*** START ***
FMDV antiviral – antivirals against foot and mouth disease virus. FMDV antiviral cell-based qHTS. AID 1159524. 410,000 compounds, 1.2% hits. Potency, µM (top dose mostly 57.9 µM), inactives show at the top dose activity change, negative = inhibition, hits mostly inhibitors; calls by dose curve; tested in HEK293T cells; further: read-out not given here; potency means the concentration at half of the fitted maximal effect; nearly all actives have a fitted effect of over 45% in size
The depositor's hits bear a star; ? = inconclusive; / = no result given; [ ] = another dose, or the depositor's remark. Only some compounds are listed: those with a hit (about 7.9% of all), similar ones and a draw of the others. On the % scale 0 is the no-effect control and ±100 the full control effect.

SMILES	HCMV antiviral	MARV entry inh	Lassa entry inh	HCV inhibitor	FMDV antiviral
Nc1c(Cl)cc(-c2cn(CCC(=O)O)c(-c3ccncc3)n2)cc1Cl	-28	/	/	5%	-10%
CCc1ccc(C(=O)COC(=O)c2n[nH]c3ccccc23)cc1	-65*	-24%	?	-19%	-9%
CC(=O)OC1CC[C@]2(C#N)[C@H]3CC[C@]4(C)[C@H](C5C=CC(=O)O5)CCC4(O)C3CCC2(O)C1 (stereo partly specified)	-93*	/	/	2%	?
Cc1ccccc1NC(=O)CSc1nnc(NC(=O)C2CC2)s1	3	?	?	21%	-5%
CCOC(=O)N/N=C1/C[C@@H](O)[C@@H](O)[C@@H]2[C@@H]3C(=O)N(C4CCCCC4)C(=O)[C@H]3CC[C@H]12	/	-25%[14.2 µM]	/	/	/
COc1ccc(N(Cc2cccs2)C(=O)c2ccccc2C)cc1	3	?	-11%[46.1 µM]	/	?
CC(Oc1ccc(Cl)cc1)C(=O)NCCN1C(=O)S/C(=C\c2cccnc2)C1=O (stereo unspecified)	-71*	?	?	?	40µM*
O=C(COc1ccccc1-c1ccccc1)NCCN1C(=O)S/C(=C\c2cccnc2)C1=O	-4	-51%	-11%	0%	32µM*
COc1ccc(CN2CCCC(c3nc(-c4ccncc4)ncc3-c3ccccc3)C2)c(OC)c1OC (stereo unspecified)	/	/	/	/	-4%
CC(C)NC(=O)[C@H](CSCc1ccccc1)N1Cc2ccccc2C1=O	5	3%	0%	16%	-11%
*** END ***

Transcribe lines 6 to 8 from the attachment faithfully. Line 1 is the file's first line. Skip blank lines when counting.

CC(=O)OC1CC[C@]2(C#N)[C@H]3CC[C@]4(C)[C@H](C5C=CC(=O)O5)CCC4(O)C3CCC2(O)C1 (stereo partly specified)	-93*	/	/	2%	?
Cc1ccccc1NC(=O)CSc1nnc(NC(=O)C2CC2)s1	3	?	?	21%	-5%
CCOC(=O)N/N=C1/C[C@@H](O)[C@@H](O)[C@@H]2[C@@H]3C(=O)N(C4CCCCC4)C(=O)[C@H]3CC[C@H]12	/	-25%[14.2 µM]	/	/	/